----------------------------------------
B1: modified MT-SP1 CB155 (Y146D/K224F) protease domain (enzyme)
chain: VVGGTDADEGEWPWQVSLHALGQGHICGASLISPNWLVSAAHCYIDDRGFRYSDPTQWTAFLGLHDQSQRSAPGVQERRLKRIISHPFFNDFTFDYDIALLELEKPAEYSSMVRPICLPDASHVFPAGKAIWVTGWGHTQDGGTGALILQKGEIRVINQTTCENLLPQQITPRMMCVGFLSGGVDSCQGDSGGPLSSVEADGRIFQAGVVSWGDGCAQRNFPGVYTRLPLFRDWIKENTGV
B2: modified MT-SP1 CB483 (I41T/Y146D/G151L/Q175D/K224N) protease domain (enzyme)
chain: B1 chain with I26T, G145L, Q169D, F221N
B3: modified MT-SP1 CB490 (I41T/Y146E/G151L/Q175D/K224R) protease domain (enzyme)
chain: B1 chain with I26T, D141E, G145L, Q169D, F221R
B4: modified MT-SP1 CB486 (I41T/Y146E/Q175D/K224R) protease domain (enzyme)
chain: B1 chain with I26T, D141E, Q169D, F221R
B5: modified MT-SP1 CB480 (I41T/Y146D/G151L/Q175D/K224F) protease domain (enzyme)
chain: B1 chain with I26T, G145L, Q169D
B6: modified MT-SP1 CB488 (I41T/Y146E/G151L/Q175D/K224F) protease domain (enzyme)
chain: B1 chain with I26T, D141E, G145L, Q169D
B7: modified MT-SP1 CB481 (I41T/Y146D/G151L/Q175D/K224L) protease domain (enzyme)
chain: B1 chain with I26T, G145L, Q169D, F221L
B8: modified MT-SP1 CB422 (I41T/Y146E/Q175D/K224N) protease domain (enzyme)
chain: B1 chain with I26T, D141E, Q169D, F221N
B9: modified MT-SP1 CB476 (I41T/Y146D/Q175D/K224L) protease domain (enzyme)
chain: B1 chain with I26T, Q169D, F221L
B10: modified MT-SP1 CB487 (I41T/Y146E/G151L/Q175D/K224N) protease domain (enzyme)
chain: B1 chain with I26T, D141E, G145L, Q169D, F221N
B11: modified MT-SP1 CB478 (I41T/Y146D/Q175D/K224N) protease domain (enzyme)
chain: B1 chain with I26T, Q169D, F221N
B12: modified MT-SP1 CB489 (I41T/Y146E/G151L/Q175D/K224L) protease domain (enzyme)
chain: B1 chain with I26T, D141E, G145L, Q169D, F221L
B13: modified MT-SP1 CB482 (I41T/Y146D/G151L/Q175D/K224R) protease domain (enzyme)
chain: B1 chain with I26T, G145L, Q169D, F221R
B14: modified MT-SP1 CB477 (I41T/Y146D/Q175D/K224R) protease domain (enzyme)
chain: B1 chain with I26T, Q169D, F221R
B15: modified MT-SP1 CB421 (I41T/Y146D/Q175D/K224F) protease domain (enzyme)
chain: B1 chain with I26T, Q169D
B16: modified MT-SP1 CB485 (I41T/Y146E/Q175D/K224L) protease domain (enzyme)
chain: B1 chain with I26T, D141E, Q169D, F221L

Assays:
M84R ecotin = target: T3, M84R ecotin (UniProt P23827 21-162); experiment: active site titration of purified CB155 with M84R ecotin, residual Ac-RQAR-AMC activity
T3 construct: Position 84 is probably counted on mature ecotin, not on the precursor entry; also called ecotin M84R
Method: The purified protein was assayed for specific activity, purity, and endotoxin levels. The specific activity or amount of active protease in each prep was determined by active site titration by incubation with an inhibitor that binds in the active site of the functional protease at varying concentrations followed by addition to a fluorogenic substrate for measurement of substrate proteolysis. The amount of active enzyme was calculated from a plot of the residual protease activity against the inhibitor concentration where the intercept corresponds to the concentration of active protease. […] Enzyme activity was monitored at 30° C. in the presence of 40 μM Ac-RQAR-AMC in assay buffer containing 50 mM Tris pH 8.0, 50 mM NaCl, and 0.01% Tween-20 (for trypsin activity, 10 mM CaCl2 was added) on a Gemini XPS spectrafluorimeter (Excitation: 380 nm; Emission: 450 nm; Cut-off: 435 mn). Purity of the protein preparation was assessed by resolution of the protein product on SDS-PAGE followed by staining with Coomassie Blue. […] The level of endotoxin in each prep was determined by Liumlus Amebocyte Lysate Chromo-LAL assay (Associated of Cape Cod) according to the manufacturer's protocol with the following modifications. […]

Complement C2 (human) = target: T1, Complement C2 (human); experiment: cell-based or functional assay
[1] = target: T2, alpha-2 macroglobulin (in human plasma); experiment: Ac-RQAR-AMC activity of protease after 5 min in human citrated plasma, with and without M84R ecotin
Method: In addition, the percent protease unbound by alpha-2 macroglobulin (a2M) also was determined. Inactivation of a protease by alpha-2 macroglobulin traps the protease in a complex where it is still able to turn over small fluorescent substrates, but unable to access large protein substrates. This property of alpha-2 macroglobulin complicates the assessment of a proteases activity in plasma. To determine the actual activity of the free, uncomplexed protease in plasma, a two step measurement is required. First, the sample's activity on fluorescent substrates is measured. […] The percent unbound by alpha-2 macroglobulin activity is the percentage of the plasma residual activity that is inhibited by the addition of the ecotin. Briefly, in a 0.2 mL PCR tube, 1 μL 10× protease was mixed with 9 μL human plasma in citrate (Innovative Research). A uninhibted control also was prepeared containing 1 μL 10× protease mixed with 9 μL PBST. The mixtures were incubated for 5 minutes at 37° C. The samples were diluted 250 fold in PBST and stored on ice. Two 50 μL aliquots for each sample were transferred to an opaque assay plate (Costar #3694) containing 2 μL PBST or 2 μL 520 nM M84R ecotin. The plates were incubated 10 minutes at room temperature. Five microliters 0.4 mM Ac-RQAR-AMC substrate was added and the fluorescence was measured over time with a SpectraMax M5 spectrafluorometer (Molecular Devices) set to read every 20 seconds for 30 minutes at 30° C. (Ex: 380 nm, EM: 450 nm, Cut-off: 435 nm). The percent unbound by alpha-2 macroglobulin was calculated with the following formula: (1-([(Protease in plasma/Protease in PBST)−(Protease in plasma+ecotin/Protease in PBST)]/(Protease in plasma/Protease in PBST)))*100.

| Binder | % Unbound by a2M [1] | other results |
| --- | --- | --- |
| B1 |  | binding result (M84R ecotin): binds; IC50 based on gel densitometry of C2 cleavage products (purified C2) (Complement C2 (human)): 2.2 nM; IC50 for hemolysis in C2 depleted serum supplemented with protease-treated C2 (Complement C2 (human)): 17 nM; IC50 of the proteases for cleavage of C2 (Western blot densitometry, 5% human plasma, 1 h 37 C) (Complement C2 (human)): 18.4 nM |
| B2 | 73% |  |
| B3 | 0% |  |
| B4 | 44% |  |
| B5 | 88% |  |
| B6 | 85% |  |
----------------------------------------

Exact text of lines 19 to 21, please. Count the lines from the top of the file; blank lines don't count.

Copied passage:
B10: modified MT-SP1 CB487 (I41T/Y146E/G151L/Q175D/K224N) protease domain (enzyme)
chain: B1 chain with I26T, D141E, G145L, Q169D, F221N
B11: modified MT-SP1 CB478 (I41T/Y146D/Q175D/K224N) protease domain (enzyme)